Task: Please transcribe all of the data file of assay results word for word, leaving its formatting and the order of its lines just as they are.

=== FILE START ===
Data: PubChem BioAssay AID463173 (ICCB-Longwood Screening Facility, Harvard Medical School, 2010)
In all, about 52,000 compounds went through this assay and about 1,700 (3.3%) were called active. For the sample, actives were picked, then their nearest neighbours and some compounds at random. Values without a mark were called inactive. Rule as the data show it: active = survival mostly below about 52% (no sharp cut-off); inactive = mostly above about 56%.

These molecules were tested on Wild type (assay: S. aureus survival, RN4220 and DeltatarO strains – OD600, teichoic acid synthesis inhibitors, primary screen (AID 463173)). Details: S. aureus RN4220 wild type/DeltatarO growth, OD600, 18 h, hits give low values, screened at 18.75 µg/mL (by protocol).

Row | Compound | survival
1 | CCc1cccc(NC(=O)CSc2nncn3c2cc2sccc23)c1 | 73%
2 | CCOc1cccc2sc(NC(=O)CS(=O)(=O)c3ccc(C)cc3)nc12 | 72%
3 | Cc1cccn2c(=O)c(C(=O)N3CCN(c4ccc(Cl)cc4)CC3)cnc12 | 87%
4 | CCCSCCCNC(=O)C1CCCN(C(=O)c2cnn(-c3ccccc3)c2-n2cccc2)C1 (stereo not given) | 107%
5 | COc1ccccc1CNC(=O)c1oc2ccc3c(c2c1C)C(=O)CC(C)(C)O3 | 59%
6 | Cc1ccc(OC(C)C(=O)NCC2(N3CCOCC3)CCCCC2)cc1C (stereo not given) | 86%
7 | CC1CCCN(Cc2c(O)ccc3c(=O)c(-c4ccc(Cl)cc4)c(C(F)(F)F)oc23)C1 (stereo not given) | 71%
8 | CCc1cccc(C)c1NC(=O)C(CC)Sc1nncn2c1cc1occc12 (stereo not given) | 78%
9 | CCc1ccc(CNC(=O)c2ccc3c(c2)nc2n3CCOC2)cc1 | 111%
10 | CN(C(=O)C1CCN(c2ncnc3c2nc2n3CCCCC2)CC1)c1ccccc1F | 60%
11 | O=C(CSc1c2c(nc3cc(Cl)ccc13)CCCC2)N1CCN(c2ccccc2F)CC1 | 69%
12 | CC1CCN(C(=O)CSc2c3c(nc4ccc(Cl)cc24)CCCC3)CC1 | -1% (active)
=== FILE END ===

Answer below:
Data: PubChem BioAssay AID463173 (ICCB-Longwood Screening Facility, Harvard Medical School, 2010)
In all, about 52,000 compounds went through this assay and about 1,700 (3.3%) were called active. For the sample, actives were picked, then their nearest neighbours and some compounds at random. Values without a mark were called inactive. Rule as the data show it: active = survival mostly below about 52% (no sharp cut-off); inactive = mostly above about 56%.

These molecules were tested on Wild type (assay: S. aureus survival, RN4220 and DeltatarO strains – OD600, teichoic acid synthesis inhibitors, primary screen (AID 463173)). Details: S. aureus RN4220 wild type/DeltatarO growth, OD600, 18 h, hits give low values, screened at 18.75 µg/mL (by protocol).

Row | Compound | survival
1 | CCc1cccc(NC(=O)CSc2nncn3c2cc2sccc23)c1 | 73%
2 | CCOc1cccc2sc(NC(=O)CS(=O)(=O)c3ccc(C)cc3)nc12 | 72%
3 | Cc1cccn2c(=O)c(C(=O)N3CCN(c4ccc(Cl)cc4)CC3)cnc12 | 87%
4 | CCCSCCCNC(=O)C1CCCN(C(=O)c2cnn(-c3ccccc3)c2-n2cccc2)C1 (stereo not given) | 107%
5 | COc1ccccc1CNC(=O)c1oc2ccc3c(c2c1C)C(=O)CC(C)(C)O3 | 59%
6 | Cc1ccc(OC(C)C(=O)NCC2(N3CCOCC3)CCCCC2)cc1C (stereo not given) | 86%
7 | CC1CCCN(Cc2c(O)ccc3c(=O)c(-c4ccc(Cl)cc4)c(C(F)(F)F)oc23)C1 (stereo not given) | 71%
8 | CCc1cccc(C)c1NC(=O)C(CC)Sc1nncn2c1cc1occc12 (stereo not given) | 78%
9 | CCc1ccc(CNC(=O)c2ccc3c(c2)nc2n3CCOC2)cc1 | 111%
10 | CN(C(=O)C1CCN(c2ncnc3c2nc2n3CCCCC2)CC1)c1ccccc1F | 60%
11 | O=C(CSc1c2c(nc3cc(Cl)ccc13)CCCC2)N1CCN(c2ccccc2F)CC1 | 69%
12 | CC1CCN(C(=O)CSc2c3c(nc4ccc(Cl)cc24)CCCC3)CC1 | -1% (active)